Speaking with Australian media at Audi’s Quattro headquarters in Neuburg, Germany, the man in charge of RS vehicles Heinz Hollerweger admitted that the division was initially started for European markets.
“The Quattro GmbH started really for the European market,” Hollerweger said.
“While I think we have good share in the European market we still have a lot of work to do in the US, Australian and Asia, so our next step is to of course introduce more models that are in the body style more likely for the other markets than the European market.”
In 2012, Audi’s high-performance arm sold 11,500 vehicles, which grew to 15,000 in 2013. Heinz admits that for that growth rate to continue the brand needs to mature globally. The new focus for Quattro GmbH, which is entrusted with all of Audi’s hottest models, is to create additional models that help the niche brand grow.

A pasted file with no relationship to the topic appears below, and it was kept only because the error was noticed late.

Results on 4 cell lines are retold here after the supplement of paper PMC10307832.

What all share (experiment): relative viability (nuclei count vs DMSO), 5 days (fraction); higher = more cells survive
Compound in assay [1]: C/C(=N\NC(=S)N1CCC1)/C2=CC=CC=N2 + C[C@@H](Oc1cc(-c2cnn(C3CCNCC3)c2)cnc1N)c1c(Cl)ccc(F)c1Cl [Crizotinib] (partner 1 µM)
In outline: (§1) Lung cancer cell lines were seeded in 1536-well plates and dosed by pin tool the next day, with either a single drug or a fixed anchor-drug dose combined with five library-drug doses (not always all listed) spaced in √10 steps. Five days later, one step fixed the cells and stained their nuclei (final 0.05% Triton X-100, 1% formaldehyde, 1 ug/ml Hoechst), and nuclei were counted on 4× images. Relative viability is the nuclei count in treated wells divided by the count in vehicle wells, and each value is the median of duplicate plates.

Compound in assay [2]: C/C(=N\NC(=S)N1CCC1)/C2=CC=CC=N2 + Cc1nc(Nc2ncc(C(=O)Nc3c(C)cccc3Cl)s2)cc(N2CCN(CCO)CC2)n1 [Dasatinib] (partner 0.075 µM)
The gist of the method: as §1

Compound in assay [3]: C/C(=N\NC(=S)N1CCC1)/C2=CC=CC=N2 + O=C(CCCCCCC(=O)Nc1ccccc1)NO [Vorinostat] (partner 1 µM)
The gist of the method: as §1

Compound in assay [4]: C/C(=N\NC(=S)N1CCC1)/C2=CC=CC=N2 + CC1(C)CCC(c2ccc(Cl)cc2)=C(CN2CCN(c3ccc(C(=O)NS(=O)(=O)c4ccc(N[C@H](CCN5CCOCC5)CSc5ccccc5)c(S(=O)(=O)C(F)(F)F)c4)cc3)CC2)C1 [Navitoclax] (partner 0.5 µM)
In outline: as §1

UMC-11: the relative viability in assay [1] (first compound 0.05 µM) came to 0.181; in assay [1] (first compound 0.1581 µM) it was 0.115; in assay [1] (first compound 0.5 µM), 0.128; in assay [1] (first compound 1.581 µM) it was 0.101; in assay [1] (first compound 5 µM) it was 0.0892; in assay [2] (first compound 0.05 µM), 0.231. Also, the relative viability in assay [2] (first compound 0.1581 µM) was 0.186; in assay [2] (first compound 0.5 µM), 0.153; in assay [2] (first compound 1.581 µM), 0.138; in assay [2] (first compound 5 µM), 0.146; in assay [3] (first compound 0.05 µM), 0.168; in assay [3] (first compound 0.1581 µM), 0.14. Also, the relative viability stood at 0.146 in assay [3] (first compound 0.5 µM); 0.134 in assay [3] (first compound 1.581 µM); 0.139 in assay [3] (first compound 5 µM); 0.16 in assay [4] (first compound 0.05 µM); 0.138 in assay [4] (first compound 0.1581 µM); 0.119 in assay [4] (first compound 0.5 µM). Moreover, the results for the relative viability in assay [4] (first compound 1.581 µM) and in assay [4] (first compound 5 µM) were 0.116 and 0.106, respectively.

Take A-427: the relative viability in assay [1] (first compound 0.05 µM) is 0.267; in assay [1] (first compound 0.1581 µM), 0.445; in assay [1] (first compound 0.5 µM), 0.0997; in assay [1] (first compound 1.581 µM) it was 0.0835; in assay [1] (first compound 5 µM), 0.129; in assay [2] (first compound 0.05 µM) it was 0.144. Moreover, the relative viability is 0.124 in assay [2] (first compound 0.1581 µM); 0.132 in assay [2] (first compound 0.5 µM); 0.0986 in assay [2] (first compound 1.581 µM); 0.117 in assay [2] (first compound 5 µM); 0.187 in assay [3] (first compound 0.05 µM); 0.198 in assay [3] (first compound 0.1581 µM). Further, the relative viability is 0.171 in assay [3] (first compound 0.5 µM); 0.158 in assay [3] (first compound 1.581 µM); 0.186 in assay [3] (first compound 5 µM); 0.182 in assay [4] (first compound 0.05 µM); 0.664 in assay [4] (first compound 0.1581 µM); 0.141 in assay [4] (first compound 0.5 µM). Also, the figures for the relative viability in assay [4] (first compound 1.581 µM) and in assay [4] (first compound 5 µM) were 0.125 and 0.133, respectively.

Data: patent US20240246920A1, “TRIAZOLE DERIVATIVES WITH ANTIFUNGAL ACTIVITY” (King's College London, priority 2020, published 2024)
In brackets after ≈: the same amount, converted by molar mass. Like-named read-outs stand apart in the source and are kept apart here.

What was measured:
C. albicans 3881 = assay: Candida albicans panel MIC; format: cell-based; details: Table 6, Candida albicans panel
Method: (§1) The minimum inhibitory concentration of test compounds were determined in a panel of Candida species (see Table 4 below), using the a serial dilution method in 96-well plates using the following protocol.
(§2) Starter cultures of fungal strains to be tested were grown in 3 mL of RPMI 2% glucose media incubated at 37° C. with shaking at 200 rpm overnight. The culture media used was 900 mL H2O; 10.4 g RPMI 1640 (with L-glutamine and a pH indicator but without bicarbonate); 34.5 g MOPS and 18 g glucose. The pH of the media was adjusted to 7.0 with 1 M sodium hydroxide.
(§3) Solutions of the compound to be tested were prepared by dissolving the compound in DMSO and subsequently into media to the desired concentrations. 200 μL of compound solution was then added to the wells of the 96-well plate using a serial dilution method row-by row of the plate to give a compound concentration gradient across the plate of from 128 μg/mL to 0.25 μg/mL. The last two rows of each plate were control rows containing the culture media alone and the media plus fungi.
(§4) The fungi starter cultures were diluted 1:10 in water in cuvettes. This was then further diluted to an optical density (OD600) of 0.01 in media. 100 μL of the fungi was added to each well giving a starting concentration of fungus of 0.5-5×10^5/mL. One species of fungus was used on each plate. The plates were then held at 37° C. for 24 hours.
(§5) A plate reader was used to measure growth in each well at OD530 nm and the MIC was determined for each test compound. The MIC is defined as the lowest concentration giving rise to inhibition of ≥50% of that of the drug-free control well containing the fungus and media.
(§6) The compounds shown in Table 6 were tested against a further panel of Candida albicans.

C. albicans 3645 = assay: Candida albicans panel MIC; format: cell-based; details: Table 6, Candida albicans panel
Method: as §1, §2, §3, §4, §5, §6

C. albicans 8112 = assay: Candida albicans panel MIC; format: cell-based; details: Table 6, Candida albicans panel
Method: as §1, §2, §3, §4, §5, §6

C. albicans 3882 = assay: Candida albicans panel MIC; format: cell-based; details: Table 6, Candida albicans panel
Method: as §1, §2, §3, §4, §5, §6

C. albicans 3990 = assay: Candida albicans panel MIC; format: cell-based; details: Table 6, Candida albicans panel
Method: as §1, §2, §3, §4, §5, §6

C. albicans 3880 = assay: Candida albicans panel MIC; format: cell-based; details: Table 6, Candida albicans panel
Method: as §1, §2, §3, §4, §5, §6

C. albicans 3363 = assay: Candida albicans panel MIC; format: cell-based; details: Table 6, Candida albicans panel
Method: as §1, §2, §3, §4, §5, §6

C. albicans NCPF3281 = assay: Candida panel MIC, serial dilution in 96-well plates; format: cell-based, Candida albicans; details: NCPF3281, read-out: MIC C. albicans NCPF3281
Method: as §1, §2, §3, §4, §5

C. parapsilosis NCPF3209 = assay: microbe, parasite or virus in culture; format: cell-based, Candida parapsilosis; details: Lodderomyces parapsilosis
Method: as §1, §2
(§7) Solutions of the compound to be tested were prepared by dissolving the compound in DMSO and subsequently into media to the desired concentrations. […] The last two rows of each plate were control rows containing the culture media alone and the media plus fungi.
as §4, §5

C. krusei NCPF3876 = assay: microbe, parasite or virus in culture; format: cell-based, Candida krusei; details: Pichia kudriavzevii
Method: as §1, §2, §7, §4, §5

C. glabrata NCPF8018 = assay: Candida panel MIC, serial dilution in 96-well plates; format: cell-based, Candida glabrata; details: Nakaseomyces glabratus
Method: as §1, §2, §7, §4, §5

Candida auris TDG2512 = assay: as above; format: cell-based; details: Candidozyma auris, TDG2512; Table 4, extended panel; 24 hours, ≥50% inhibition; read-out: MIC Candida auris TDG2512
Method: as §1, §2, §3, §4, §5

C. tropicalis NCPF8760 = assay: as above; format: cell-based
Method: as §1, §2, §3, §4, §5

“We are focusing on the new markets with our new materials and technology.”
Asked by CarAdvice what particular body styles RS cars would be best suited to internationally, Hollerweger said it was not a straight forward question, though suggested SUVs, Sportbacks and sedans were the most likely candidates.
"Of course, we have to realise there is a demand for Q models in the RS. I think SUVs are very famous and very popular all over the world, so we have started with the RSQ3 and we could think about more RS models in the Q body style."
The first of these models will more than likely be the new Audi RS3 sedan and hatch, expected to be confirmed next month with production to start in next 18-24 months.
The SUV RS family will also more than likely see the introduction of the RSQ5 to join the RSQ3.
Quattro GmbH will also launch the new Audi R8 next year, now being built at a newly developed facility in Bollinger Hofe.